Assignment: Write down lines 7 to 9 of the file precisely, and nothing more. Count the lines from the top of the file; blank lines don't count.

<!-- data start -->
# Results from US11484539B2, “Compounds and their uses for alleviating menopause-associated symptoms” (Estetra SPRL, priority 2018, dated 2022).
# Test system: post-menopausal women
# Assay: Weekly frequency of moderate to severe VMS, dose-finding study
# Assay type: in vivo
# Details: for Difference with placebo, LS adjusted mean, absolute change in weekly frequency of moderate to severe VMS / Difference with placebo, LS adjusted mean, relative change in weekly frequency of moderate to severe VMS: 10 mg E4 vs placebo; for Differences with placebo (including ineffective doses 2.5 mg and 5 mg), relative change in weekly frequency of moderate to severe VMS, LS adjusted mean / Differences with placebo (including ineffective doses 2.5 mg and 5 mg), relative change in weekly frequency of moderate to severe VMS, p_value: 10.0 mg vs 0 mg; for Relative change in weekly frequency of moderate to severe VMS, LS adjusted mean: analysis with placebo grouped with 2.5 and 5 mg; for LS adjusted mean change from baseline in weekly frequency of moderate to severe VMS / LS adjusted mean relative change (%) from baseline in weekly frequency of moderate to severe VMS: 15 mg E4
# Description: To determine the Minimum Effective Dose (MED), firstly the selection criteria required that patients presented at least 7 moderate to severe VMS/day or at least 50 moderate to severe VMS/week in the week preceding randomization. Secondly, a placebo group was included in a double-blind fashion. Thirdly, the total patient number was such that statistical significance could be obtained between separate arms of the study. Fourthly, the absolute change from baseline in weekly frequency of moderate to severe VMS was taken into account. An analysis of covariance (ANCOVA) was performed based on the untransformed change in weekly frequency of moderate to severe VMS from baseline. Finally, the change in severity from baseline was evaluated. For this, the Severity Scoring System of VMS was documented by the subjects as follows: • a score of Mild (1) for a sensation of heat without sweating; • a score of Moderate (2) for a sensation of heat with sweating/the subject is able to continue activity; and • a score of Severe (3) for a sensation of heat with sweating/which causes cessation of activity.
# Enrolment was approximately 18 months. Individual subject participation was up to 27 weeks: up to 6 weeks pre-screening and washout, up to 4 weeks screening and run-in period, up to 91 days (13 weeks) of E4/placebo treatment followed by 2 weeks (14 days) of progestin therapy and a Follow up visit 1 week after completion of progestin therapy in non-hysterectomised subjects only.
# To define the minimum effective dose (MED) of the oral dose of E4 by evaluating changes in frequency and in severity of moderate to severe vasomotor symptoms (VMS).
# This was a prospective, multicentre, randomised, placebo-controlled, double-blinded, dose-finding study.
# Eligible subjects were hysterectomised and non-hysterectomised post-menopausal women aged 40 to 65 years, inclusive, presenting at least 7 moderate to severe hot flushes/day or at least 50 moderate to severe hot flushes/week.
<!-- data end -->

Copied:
# Enrolment was approximately 18 months. Individual subject participation was up to 27 weeks: up to 6 weeks pre-screening and washout, up to 4 weeks screening and run-in period, up to 91 days (13 weeks) of E4/placebo treatment followed by 2 weeks (14 days) of progestin therapy and a Follow up visit 1 week after completion of progestin therapy in non-hysterectomised subjects only.
# To define the minimum effective dose (MED) of the oral dose of E4 by evaluating changes in frequency and in severity of moderate to severe vasomotor symptoms (VMS).
# This was a prospective, multicentre, randomised, placebo-controlled, double-blinded, dose-finding study.